Anyone hungry for change should check out OCA’s website and get involved in its campaigns to promote peace, justice, democracy, and health. Many impassioned organic consumers have come together thanks to OCA’s relentless outreach and lobbying efforts.
Education is a major component of what OCA does on a day-to-day basis. People only care about issues they know about, so the website does its best to shine a light on little-known or largely misunderstood topics undermining the health of American consumers.
Every day, the OCA blog posts hot-off-the-presses updates about crucial agricultural issues. If a politician proposes a bill that would hurt organic farming, you’ll hear about. If a big-name brand makes false claims about its natural ingredients, you can petition against it. The blog acts as a news outlet as well as a platform for resistance. At the end of most articles, you’ll find a call to action that helps readers join voices and fight for change.
The blog is an excellent resource for anyone looking to learn more about organic living (perhaps to impress a date) and what they can do to combat harmful food policies and practices.
Simply staying informed about the issues isn’t enough for OCA — it encourages everyday people to speak out by adding their names to petitions or coming out to volunteer. Together, consumers can change the food industry, but the movement has to start with individual choices and heart-to-heart conversations at the kitchen table.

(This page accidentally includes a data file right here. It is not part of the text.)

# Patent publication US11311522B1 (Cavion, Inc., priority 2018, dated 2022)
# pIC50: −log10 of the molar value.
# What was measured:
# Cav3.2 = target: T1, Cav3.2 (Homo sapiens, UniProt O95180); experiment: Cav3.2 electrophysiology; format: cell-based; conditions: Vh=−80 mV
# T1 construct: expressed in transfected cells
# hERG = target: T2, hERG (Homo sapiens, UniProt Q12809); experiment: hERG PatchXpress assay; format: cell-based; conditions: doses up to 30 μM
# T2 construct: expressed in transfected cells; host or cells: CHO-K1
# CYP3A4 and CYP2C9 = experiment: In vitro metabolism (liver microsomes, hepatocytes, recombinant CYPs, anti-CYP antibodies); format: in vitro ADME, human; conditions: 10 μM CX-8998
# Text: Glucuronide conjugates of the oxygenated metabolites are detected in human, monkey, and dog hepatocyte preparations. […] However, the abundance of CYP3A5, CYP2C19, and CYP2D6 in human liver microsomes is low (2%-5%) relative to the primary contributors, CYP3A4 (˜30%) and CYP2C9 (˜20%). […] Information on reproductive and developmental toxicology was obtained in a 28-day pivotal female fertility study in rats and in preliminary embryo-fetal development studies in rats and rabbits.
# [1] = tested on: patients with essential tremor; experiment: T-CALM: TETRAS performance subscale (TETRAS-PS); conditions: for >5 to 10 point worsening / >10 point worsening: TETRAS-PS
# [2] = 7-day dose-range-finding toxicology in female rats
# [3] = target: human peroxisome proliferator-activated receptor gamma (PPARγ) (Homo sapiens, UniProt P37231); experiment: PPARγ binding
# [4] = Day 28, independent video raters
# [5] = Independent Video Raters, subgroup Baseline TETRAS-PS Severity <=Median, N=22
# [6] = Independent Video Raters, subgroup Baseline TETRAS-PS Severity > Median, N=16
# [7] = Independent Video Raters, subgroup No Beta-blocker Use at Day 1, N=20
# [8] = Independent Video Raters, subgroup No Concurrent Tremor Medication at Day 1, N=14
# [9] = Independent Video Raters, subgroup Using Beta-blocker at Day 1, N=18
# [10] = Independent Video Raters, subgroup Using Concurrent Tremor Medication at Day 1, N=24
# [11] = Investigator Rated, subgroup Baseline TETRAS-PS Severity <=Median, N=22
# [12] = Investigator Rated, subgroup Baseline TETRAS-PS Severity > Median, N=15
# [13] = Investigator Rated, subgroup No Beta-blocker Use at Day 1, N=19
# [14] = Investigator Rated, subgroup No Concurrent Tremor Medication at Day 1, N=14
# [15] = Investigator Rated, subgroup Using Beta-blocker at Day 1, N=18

My college roommate had a few missteps in the dating scene but soon hit her stride when she started networking at vegan-friendly events on campus and around the city. It’s so much easier to start a conversation and build a romantic connection with someone when you have some common ground in what you believe or how you live your life. It also makes choosing a date-night restaurant a lot easier.
When you get involved with a grassroots organization, like the Organic Consumers Association, you naturally meet people who have similar viewpoints and passions. All sorts of fruitful relationships can grow from a day of volunteering or protesting in the community.
Since OCA launched its first campaign in 1998, thousands of people have flocked to the organization’s message and added their voices to its call for change in the food industry. This nonprofit has become a well-known bastion of grassroots activism dedicated to raising awareness about harmful policies in the food industry while lobbying to effect change and enforce sustainable, healthful food production around the world.
One supporter named Caitlin commented on OCA’s Facebook page, “We must reduce human exposures to toxic chemicals, including those in food and medicine and water… I am thankful for the Organic Consumers Association.”